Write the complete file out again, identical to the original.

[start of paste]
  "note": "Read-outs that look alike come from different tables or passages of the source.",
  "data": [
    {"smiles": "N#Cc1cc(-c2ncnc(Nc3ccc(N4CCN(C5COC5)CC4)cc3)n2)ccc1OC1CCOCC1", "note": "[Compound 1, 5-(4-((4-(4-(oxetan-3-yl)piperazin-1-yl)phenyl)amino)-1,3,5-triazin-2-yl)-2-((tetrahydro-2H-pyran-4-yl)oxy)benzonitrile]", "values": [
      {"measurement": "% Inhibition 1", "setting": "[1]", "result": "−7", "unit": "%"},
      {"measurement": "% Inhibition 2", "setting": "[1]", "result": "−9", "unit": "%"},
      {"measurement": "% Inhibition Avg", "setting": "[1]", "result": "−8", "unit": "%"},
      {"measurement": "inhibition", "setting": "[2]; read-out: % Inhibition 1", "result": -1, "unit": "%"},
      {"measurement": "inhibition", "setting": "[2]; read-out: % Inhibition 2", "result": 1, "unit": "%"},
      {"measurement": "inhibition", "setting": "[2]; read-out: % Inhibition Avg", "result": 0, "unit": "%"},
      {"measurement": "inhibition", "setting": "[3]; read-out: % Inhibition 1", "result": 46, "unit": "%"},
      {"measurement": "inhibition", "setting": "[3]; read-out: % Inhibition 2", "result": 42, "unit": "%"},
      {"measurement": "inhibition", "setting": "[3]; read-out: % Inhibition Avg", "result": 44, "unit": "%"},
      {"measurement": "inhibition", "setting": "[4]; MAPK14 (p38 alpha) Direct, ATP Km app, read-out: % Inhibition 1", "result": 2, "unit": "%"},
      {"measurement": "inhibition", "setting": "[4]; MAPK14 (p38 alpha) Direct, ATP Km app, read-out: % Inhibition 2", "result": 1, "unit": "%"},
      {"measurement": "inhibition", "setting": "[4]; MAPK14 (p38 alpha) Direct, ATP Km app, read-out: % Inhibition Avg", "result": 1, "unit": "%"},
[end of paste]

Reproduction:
  "note": "Read-outs that look alike come from different tables or passages of the source.",
  "data": [
    {"smiles": "N#Cc1cc(-c2ncnc(Nc3ccc(N4CCN(C5COC5)CC4)cc3)n2)ccc1OC1CCOCC1", "note": "[Compound 1, 5-(4-((4-(4-(oxetan-3-yl)piperazin-1-yl)phenyl)amino)-1,3,5-triazin-2-yl)-2-((tetrahydro-2H-pyran-4-yl)oxy)benzonitrile]", "values": [
      {"measurement": "% Inhibition 1", "setting": "[1]", "result": "−7", "unit": "%"},
      {"measurement": "% Inhibition 2", "setting": "[1]", "result": "−9", "unit": "%"},
      {"measurement": "% Inhibition Avg", "setting": "[1]", "result": "−8", "unit": "%"},
      {"measurement": "inhibition", "setting": "[2]; read-out: % Inhibition 1", "result": -1, "unit": "%"},
      {"measurement": "inhibition", "setting": "[2]; read-out: % Inhibition 2", "result": 1, "unit": "%"},
      {"measurement": "inhibition", "setting": "[2]; read-out: % Inhibition Avg", "result": 0, "unit": "%"},
      {"measurement": "inhibition", "setting": "[3]; read-out: % Inhibition 1", "result": 46, "unit": "%"},
      {"measurement": "inhibition", "setting": "[3]; read-out: % Inhibition 2", "result": 42, "unit": "%"},
      {"measurement": "inhibition", "setting": "[3]; read-out: % Inhibition Avg", "result": 44, "unit": "%"},
      {"measurement": "inhibition", "setting": "[4]; MAPK14 (p38 alpha) Direct, ATP Km app, read-out: % Inhibition 1", "result": 2, "unit": "%"},
      {"measurement": "inhibition", "setting": "[4]; MAPK14 (p38 alpha) Direct, ATP Km app, read-out: % Inhibition 2", "result": 1, "unit": "%"},
      {"measurement": "inhibition", "setting": "[4]; MAPK14 (p38 alpha) Direct, ATP Km app, read-out: % Inhibition Avg", "result": 1, "unit": "%"},